Both tweets come from a place of anger rather than understanding, which is why I’m here. What Waititi doesn’t understand is that when you’re a fan of a particular work those characters mean something to you. Not as much as your family and friends unless you’ve had that bad a life and the worst family ever, but these characters gave them comfort and joy after a horrible day or while sick in the hospital or just because they wanted to read a good story. It’s not necessarily hating Jane Foster. Foster was Donald Blake’s nurse and as someone who has been dealing with medical issues as of late and being related to nurses I know how important and put upon they all are. I’ve heard stories is all I’m saying on the subject. Not horror stories but I’m getting off-track. In the movies her lack of presence in the last Avengers movie I’ve been able to see were because she was out doing good in the world WITHOUT the powers of a god. Thor’s fans understandably want to see Thor…the Thor that they knew, that didn’t quite match the Norse depiction (speaking of adaptation errors–which only became a problem when Blake turned out to be Thor himself) but was a superhero and protector of both Asgard and Midgard. That’s the Thor they want and no matter how much they may also like Jane and her relationship with Thor, she isn’t Thor. I’ll actually be coming back to those last three words.

What the posters don’t realize however, and I’ve discussed this in the past as well, is that Waititi probably doesn’t care about the Thor comics. (You can make the claim neither does Marvel lately but that’s another topic.) He may not have picked one up until he worked on Ragnarok. I’m of the opinion that he looked up whatever characters he could mold into his more comedic style and make a movie out of. That’s why you get a Grandmaster that doesn’t act like the one in the comics. For him these are just concepts to make a story out of, not a longstanding character that people know and a series people know how to adapt or continue correctly and still make a good story. He likes the concepts but is more interested in the types of stories he tells. The problem is he won’t relate that very well to his naysayers. In fact saying “I’ll ruin your mythos in a minute” shows an outright hostility to what came before, possibly because he can do it “better”. For example:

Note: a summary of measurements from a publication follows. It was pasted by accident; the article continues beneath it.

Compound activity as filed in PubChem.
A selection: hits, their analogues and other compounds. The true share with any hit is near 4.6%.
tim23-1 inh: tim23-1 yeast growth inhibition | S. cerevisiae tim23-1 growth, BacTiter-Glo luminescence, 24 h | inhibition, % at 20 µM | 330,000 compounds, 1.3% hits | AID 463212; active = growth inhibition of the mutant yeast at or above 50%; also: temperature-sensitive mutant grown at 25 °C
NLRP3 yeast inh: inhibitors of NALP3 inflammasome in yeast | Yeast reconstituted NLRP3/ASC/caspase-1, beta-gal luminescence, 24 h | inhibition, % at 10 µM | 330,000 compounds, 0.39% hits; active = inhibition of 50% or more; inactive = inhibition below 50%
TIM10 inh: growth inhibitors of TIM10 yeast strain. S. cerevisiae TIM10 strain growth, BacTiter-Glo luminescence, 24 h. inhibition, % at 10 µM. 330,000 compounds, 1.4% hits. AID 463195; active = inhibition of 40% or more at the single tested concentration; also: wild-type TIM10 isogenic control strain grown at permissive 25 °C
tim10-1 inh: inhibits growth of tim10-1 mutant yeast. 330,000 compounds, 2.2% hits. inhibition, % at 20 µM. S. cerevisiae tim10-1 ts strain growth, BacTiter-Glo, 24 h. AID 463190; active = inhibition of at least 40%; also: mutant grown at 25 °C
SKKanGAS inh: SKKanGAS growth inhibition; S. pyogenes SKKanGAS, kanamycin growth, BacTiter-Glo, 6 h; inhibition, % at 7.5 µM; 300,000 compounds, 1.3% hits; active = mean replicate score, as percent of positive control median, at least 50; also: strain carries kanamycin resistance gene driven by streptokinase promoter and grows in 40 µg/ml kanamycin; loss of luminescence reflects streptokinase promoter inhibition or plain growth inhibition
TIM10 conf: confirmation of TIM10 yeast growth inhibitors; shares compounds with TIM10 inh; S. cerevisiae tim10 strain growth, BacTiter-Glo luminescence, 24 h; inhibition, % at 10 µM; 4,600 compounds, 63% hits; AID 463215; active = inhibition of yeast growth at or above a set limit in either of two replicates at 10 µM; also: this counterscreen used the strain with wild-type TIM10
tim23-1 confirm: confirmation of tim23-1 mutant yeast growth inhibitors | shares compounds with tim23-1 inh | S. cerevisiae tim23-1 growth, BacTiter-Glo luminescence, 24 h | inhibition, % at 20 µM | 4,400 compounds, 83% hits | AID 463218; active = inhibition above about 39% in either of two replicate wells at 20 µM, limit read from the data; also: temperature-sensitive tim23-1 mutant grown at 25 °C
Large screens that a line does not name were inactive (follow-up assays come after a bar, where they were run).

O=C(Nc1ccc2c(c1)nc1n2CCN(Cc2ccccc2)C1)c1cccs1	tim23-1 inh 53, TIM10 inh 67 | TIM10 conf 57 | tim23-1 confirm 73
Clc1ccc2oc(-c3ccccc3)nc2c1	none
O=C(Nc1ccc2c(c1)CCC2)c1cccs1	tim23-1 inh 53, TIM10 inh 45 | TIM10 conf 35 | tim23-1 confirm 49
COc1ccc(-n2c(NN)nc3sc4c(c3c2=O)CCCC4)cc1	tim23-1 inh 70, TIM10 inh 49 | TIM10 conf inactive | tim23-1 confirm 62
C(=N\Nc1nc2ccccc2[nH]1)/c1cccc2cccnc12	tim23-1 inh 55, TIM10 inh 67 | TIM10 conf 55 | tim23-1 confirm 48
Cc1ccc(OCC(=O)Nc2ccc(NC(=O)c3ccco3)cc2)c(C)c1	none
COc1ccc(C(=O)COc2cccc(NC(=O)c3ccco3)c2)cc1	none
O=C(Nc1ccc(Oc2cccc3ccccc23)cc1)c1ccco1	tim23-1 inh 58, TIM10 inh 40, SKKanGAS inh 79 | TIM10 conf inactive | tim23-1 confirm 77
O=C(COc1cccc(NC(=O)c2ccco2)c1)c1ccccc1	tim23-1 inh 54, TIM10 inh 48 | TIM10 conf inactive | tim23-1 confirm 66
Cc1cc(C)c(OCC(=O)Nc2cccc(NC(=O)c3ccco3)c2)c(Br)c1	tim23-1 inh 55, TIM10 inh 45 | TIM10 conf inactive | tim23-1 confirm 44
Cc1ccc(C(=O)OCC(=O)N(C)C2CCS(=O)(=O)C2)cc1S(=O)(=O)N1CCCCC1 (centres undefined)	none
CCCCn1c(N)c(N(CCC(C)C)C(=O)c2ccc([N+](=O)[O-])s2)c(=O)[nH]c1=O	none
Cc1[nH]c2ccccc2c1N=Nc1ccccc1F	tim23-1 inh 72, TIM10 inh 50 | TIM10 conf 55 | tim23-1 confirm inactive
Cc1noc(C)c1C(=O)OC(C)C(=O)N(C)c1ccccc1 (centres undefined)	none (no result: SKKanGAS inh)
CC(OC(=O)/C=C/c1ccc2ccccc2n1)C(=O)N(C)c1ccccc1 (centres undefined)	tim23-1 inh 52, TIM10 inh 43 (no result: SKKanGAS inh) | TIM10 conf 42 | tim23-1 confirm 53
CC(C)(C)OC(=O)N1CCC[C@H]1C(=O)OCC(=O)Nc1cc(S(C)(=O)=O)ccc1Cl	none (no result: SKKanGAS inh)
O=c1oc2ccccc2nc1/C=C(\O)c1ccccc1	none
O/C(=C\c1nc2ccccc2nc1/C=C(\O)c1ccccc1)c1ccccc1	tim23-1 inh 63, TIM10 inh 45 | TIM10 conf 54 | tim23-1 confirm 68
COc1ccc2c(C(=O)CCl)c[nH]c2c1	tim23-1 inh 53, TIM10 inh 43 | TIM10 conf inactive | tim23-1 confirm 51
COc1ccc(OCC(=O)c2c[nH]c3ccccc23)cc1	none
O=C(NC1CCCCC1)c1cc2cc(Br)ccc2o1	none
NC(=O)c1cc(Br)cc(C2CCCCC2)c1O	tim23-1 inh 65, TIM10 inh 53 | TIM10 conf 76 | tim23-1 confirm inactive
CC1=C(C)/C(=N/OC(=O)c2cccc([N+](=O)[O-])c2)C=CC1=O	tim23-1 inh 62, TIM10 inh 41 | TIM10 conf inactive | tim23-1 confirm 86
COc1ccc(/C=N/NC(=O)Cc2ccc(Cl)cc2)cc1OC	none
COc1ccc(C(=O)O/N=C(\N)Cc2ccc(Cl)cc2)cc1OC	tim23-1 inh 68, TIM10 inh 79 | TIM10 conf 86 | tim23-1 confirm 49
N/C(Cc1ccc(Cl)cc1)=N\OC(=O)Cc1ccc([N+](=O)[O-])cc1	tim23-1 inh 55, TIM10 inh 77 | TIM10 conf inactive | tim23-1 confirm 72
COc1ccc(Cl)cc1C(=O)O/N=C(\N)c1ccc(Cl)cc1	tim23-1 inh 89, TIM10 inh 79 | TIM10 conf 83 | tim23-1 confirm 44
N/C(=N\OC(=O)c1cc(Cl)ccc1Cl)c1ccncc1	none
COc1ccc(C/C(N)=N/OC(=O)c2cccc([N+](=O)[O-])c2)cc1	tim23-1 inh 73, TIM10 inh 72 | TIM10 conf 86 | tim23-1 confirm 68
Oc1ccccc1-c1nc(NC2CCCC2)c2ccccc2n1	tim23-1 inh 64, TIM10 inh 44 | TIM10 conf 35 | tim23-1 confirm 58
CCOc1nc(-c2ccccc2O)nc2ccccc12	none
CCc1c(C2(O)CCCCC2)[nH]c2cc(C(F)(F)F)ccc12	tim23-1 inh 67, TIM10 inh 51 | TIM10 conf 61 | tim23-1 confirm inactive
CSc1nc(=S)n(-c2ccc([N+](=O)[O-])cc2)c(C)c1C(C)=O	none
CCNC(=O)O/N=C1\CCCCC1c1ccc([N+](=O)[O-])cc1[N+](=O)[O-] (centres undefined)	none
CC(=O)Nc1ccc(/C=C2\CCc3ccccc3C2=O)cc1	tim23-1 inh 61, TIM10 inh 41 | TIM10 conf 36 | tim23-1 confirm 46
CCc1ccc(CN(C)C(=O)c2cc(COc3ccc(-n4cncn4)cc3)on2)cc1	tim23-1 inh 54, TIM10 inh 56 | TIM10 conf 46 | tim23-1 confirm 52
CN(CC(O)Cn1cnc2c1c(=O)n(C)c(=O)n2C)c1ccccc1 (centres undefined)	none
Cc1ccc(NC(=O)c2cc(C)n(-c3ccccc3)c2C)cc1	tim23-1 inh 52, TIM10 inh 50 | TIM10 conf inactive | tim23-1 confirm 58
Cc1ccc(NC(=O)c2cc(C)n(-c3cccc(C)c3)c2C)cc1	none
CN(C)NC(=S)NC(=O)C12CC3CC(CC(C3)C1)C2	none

If that wasn’t a joke, then I just have to call him out on being a jerk…and that’s because the PG nature of my site falls short of the a-word I would use. This line I cannot defend at all. Again going back to a previous commentary, the less not-created-by-you a project is the more the fans’ complaints are justified. If I did a Thor movie fans’ complaints hold more weight than if they said I was doing something wrong about Captain Yuletide, and that’s at least based on established Christmas traditions and lore. Even then the moviegoers in general, and the fans of the characters and stories you’re adapting specifically, will tell you what they want by not going to the movie. Sure, the general audience who also couldn’t care less about comics might enjoy it, but imagine how much more support you’d get if you took the fans complaints and at least tried to see if they have any merit since they know Thor more than the guy who made one movie about him.

Also, what kind of ego do you have to have when you tell someone “you don’t know what you want until I give it to you”? Umm….yes, they do. They want a proper, well-made adaptation of the comic they enjoy and they expect the comic to not change so drastically that what they loved about it is no longer there. Sure, sometimes something we didn’t think about suddenly become something you crave. A recent Super-Team Family blog post featured a crossover between Captain Caveman, Mightor, and Godzilla. (The only thing missing is Devil Dinosaur.) My response in the comments was “How did you know I wanted to see this? I didn’t know I wanted to see this!” However, something like that is subjective to the individual and partially kidding, an indication that they came up with something to awesome for them to realize. There is no humility whatsoever in Waititi’s statement, but there is an unspoken declaration that “I’m smarter than you and I know how to make what you love better than you who actually loves it”. Different isn’t necessarily better if it’s a bad adaptation except to people who don’t care or outright despise what came before. Again, that’s not a commentary on the director’s skill because he hasn’t done anything I’ve seen. It’s a commentary on his attitude towards fans who don’t immediately bow down in praise of his vision. He sounds like the right director for a movie based on The Tick really. Not so much the tone of the Marvel Universe. Well, maybe Squirrel Girl and She-Hulk.